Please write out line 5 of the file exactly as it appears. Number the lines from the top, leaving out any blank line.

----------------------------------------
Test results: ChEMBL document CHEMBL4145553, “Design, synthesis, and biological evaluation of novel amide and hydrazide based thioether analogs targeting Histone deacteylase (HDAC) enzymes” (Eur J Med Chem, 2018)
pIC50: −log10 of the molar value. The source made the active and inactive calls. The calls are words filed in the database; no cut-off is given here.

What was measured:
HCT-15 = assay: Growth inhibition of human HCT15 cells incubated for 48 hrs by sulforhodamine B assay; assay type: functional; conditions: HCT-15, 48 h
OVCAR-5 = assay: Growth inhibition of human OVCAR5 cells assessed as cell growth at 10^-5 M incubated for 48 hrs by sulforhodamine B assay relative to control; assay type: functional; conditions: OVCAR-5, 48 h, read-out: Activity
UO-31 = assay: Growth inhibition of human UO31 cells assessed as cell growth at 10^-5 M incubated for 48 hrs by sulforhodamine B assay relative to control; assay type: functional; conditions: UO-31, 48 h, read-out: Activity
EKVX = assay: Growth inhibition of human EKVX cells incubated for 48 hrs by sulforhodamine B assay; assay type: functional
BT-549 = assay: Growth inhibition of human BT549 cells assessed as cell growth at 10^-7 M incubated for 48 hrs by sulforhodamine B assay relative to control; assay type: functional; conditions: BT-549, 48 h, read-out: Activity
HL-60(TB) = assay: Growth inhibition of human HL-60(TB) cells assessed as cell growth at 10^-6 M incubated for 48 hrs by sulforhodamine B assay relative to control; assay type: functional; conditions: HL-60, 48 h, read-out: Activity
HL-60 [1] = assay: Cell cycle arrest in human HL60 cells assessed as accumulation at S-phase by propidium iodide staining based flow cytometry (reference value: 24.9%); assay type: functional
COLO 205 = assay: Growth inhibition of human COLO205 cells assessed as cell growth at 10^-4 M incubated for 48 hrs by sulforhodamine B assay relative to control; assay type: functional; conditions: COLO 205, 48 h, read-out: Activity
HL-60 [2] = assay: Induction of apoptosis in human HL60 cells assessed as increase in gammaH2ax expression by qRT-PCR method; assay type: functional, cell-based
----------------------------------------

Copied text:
OVCAR-5 = assay: Growth inhibition of human OVCAR5 cells assessed as cell growth at 10^-5 M incubated for 48 hrs by sulforhodamine B assay relative to control; assay type: functional; conditions: OVCAR-5, 48 h, read-out: Activity